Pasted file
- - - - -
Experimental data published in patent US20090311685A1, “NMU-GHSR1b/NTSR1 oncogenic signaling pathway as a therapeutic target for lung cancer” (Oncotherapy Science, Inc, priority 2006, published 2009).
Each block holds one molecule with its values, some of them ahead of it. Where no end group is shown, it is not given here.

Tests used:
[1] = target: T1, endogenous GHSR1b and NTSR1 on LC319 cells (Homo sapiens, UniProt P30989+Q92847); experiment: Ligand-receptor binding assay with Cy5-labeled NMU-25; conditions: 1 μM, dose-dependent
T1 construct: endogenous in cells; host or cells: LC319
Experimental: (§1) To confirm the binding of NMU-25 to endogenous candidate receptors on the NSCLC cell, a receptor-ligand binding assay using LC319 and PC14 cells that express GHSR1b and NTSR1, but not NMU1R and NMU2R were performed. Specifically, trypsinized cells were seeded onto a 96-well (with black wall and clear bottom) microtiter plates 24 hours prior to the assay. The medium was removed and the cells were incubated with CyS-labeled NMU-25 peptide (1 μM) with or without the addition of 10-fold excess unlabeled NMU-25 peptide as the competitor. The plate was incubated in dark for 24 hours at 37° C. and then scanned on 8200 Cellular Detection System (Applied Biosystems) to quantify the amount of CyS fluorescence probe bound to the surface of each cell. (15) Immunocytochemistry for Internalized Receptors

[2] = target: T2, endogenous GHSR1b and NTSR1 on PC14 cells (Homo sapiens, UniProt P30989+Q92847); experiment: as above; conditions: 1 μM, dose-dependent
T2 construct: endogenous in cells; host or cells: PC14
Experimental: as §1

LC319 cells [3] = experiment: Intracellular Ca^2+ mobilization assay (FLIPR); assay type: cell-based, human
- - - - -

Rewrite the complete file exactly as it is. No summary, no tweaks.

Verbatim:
Experimental data published in patent US20090311685A1, “NMU-GHSR1b/NTSR1 oncogenic signaling pathway as a therapeutic target for lung cancer” (Oncotherapy Science, Inc, priority 2006, published 2009).
Each block holds one molecule with its values, some of them ahead of it. Where no end group is shown, it is not given here.

Tests used:
[1] = target: T1, endogenous GHSR1b and NTSR1 on LC319 cells (Homo sapiens, UniProt P30989+Q92847); experiment: Ligand-receptor binding assay with Cy5-labeled NMU-25; conditions: 1 μM, dose-dependent
T1 construct: endogenous in cells; host or cells: LC319
Experimental: (§1) To confirm the binding of NMU-25 to endogenous candidate receptors on the NSCLC cell, a receptor-ligand binding assay using LC319 and PC14 cells that express GHSR1b and NTSR1, but not NMU1R and NMU2R were performed. Specifically, trypsinized cells were seeded onto a 96-well (with black wall and clear bottom) microtiter plates 24 hours prior to the assay. The medium was removed and the cells were incubated with CyS-labeled NMU-25 peptide (1 μM) with or without the addition of 10-fold excess unlabeled NMU-25 peptide as the competitor. The plate was incubated in dark for 24 hours at 37° C. and then scanned on 8200 Cellular Detection System (Applied Biosystems) to quantify the amount of CyS fluorescence probe bound to the surface of each cell. (15) Immunocytochemistry for Internalized Receptors

[2] = target: T2, endogenous GHSR1b and NTSR1 on PC14 cells (Homo sapiens, UniProt P30989+Q92847); experiment: as above; conditions: 1 μM, dose-dependent
T2 construct: endogenous in cells; host or cells: PC14
Experimental: as §1

LC319 cells [3] = experiment: Intracellular Ca^2+ mobilization assay (FLIPR); assay type: cell-based, human